July 19, 2019 | 8:56 am | Jeffrey "Bart" Bingenheimer, PhD, MPH

The Learning Collaborative to Advance Normative Change is a network of experts committed to facilitating collaboration between organizations and individuals working on adolescent and youth norms-shifting interventions. Members are working collectively to build knowledge and tools to promote and guide effective social norm theory, measurement, and practice. To this end, we have developed a series of blogs to clarify some of the key concepts in social norms work.

In our previous blog, we discussed the use of qualitative vignettes for social norms measurement. In this, our ninth blog of the series, we take a look back on the Learning Collaborative’s special supplement in the Journal of Adolescent Health, “Advancing Social Norms Practice for Adolescent and Youth Sexual and Reproductive Health: The Why and the How.”

 

The recent Learning Collaborative special supplement to the Journal of Adolescent Health, “Advancing Social Norms Practice for Adolescent and Youth Sexual and Reproductive Health: The Why and the How”  includes five empirical papers, one review article, and four commentaries. As the supplement’s guest editor, it fell to me to write an editorial that somehow synthesized these ten varied papers. The common theme I settled on, which became the title of the editorial, was “Veering from the Narrow Path.” In this blog, I revisit the “narrow path” and what it means for the field of social norms to veer away from it.

 

What is the “narrow path”?

Since the 1990s, one of the most prominent approaches to social norms arose in the fields of social psychology and communication studies. At the risk of oversimplifying, this approach works as follows: Individuals are more likely to do “behavior X” to the extent that they believe that others in their reference group do X (or perceived descriptive norms) and/or that others in their reference group approve of people doing X (or perceived injunctive norms).  There’s plenty of scientific evidence to support these propositions. One advantage of this approach is that it lends itself to empirical research; another is that it leads naturally to interventions that use communications to influence people’s perceptions of how widespread or widely approved a behavior is. The approach has been used with mixed results on a wide range of behaviors and settings, from binge drinking among college undergraduates to electricity use by household residents.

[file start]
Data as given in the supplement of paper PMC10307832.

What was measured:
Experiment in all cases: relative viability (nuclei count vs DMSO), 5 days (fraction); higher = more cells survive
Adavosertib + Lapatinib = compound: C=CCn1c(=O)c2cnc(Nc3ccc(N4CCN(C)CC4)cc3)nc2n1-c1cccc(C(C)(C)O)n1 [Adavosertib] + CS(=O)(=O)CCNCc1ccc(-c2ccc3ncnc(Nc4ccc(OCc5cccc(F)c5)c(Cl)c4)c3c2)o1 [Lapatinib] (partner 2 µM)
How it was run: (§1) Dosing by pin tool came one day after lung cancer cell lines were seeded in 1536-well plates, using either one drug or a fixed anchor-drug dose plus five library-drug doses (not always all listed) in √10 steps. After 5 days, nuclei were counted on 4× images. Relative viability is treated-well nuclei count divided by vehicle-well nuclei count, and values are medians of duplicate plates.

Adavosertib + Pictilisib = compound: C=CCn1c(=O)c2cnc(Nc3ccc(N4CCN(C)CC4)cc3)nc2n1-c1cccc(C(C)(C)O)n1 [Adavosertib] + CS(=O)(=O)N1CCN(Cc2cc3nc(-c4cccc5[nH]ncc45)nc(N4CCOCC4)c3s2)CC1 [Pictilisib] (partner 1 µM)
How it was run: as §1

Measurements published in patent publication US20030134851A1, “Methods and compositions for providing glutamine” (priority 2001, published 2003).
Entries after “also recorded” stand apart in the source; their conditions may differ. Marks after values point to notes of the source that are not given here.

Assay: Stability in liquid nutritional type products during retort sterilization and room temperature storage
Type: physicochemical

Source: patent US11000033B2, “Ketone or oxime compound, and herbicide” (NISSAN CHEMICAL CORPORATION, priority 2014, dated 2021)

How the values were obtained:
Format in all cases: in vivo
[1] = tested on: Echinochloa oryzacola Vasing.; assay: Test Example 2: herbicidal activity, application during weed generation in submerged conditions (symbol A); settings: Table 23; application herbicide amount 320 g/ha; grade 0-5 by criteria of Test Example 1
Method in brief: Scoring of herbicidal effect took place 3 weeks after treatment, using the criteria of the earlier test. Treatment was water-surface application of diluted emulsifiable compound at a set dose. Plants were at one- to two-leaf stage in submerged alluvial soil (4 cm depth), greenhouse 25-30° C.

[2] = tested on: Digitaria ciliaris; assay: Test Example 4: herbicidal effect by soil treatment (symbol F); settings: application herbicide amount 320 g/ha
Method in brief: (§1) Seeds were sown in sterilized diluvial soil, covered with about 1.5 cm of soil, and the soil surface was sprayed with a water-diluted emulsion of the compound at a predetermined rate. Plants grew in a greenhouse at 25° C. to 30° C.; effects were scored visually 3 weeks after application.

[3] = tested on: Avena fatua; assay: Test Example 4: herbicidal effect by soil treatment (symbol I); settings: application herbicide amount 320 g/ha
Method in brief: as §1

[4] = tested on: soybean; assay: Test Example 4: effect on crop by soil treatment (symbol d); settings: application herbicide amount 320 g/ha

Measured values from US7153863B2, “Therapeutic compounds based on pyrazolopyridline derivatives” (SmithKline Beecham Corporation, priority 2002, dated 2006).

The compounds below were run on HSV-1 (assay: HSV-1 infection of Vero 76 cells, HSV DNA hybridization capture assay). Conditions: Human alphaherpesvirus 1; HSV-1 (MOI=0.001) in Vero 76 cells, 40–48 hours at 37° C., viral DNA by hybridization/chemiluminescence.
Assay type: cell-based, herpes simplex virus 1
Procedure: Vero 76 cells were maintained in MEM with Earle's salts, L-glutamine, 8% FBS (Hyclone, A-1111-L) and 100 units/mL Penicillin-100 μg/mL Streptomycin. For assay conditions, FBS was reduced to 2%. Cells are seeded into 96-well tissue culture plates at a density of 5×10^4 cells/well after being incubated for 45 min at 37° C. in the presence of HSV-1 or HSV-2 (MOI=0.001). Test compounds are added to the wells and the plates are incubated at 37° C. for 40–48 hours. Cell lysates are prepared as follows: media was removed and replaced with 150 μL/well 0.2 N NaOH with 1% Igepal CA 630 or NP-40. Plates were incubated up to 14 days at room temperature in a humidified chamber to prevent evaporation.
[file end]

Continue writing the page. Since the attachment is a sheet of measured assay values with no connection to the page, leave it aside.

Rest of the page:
Yet this social psychology/communications approach has limitations, two of which are particularly important here. First, the approach is narrow in that it deals with one behavior at a time, ignoring the reality that many behaviors (including those related to adolescent and youth sexual and reproductive health) are closely related. It can be misleading to study condom use without also considering sexual activity across a diverse set of partnerships. Second, in attempting to isolate a given behavior from a complex set of interrelated behaviors, the approach tends to ignore other aspects of social context. For one thing, it may be useful to think of descriptive and injunctive norms as both individual perceptions that exist within an individual’s mind as well as informal rules that exist within groups. For another, these informal rules can be deeply embedded within larger social systems of institutionalized roles, relationships between roles, and social power.

 

If not the “narrow path”, what is the path forward?

All of the papers that appeared in the special supplement departed in one way or another from this narrow approach. Some did so by measuring norms at a collective level rather than as individual level perceptions. Others did so by examining how norms that are explicitly about a given behavior may influence not only that behavior but also other related behaviors. Some of the commentaries also sought to place social norms within a larger social context, including gender dynamics, institutions, and power, and arguing that in some instances structural change may be a prerequisite for changes in social norms.

This departure from the “narrow path” is a useful and important development in the field, but there is a risk that the advantages of this approach from social psychology and communication studies will be lost, including significant strides made in measuring and studying the impact of interventions on social norms. Maintaining scientific rigor while moving to a broader approach to social norms will require effort from all members of the social norms research and implementation community.

 

This is a very exciting time to be part of the community of scholars and practitioners studying social norms related to a wide range of behaviors, populations, and settings. It was my pleasure and privilege to serve as guest editor for the Learning Collaborative’s special supplement to the Journal of Adolescent Health, and look forward to continuing to observe and, hopefully, contribute to the processes by which our understanding of these phenomena and our thinking about how most effectively to intervene become deeper, more sophisticated, and always based on sound science. To join the Learning Collaborative, please contact Cait Davin (cait.davin@georgetown.edu).

 

Jeffrey “Bart” Bingenheimer, PhD, MPH, is a Professor in the Department of Prevention and Community Health at George Washington University. An expert in the social determinants of health-related behavior, social epidemiology, and the quantitative methods for studying both, his current research focuses on the influences of gendered family, peer group, and community contexts of behavioral risk factors for HIV, STIs, and pregnancy among adolescents and young adults in Ghana.

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